From threat to resource: Precious Plastic gives new life to plastic

A hands-on approach, an ‘open’ mindset and a master’s thesis. These are the elements that brought Precious Plastic to life. Precious Plastic is a global community which connects hundreds of people working to find a solution to plastic pollution. Knowledge, tools and techniques are shared online for free. This allows everyone to enter the community and to give their contribution. Thus, Precious Plastic is still growing and has recently expanded to the African continent, after projects coming from the U.S.A., Europe and South East Asia.

by Luca Indemini (translation by Agnese Glauda)

The Precious Plastic project was created by Dave Hakkens, a Dutch young man. He designed a machine to recycle plastic at home while working on his master’s thesis.

Now, he has come a long way from the first model. In fact, four machines were designed four and the instructions are available for free on his website, together with video tutorials. Hence, users can build them independently and the costs are between 100 and 300 euros.

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The four recycling machines designed by Precious Plastic

Firstly, there is the Shredder Machine, which breaks down the plastics in very small pieces, easy to work with. Then, there is the Extrusion Machine, which transforms residuals in threads (useful, for instance, in 3D printing). The most advanced is the Injection Machine, which creates very specific items, with molds, in a short amount of time. Lastly, we find the Compression Machine, which creates larger items.

Only the products created through the recycling process can be a source of profit.

Joining the community is quick and simple. You only need to access the website and register on the map. In the beginning, the members were mainly FabLab, makers and geeks. Lately, also various organizations have joined, including training institutions and NGOs working in developing countries.

During the past six years, the community has grown considerably along with the ideas and shared experiences. This is what defines the project’s ‘open’ mindset.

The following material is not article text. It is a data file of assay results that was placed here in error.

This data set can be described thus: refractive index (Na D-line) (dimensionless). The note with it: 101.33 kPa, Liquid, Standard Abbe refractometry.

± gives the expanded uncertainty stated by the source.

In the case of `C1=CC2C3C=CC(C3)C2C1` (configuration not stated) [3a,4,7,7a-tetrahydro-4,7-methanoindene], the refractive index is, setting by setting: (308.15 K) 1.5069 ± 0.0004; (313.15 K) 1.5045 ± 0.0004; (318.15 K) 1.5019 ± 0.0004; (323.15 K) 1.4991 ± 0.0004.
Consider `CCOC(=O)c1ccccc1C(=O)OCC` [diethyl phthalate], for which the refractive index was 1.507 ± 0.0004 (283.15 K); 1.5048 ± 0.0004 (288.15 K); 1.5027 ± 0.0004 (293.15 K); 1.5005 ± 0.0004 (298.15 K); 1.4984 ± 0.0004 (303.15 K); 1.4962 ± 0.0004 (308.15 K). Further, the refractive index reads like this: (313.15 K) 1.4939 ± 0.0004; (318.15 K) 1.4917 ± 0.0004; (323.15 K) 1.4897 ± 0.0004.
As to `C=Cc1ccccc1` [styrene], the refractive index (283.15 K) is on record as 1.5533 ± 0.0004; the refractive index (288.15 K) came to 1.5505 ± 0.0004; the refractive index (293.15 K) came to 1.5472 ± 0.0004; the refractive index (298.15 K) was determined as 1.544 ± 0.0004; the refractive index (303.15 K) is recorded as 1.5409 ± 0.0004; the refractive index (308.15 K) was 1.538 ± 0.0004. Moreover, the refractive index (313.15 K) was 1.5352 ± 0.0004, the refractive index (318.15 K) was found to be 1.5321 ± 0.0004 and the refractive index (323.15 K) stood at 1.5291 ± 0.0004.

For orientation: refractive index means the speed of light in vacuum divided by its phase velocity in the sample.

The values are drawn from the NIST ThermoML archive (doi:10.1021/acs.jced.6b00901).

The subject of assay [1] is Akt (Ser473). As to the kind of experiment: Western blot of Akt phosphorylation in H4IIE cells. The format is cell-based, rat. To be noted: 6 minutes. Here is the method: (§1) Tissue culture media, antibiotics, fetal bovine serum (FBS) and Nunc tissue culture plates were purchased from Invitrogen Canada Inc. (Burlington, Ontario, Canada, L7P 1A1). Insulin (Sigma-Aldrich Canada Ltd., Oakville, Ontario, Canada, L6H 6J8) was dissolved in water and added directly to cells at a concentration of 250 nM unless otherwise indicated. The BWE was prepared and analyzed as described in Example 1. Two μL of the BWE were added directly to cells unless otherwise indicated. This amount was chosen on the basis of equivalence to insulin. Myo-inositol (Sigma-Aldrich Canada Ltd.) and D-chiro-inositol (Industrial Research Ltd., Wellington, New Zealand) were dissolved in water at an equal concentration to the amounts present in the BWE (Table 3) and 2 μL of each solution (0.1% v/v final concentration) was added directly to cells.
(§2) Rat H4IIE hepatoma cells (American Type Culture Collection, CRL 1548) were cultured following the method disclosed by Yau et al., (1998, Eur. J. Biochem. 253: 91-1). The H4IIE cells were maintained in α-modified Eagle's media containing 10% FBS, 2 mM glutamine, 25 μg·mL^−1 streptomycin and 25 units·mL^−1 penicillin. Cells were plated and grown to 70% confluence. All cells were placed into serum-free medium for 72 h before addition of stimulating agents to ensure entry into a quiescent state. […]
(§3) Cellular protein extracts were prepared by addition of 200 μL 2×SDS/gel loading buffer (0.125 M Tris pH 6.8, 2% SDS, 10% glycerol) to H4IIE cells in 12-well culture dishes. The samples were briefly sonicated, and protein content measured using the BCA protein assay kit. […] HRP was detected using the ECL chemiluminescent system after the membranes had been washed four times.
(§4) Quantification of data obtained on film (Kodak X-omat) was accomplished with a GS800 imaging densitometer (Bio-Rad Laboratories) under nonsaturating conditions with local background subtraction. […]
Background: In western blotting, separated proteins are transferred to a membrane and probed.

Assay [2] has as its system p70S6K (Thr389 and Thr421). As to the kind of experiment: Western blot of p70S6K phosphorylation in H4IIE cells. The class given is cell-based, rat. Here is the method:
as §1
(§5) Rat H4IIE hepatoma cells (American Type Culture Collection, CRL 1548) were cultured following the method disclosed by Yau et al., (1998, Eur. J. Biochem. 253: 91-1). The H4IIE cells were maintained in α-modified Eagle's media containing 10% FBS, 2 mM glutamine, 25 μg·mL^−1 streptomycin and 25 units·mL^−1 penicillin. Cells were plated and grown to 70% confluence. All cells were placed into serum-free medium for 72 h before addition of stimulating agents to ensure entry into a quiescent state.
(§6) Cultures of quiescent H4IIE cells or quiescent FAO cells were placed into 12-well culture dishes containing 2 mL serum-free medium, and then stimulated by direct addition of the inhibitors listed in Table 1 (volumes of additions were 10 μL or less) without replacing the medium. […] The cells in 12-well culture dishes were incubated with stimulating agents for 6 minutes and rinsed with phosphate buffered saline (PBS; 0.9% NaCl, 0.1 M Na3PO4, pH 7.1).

Precious plastic in Africa

About thirty users with different backgrounds have joined the Precious Plastic initiative in the African continent. Some projects are less advanced, with the main goal to raise awareness regarding waste recycling. Others are already experienced businesses.

One of the most interesting projects is the Koun social enterprise, set in Casablanca, Morocco. The Precious Plastic website defines Koun as the ‘true recycling heroes’. A youth group collects the plastic waste to transform it into new items for the growing Moroccan middle class, searching for beautiful and ethical products. Stools, handbags, mugs, lamps, chandeliers and many more.

Up-cycling principles inspire Koun’s philosophy. In fact, up-cycling is the art of transforming waste into items worth more than the original. Koun collects raw materials directly from factories, schools and Casablanca associations. Then, turns waste into original products. The project has a positive social impact as it employs young disadvantaged people. Five of them work under the supervision of Mohamed, the foreman.

A different situation is found in Yoff near Dakar in Senegal, where Precious Plastic found its way to the hostel ViaVia. The hostel built three machines that cut, melt and press plastic into products, such as plates and bracelets. Karen, Jens, Masha, Jitse and Yehbonne, five Belgian students from the University of Leuven started this program. The AFD (Academics for Development) supported them while they volunteered during their summer vacations.

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The main venue of Precious Plastic in Africa

This was a first step but it has already proven quite successful. Many people from Dakar and the neighboring regions have expressed their interest towards the project and wish to build similar machines to fight plastic pollution.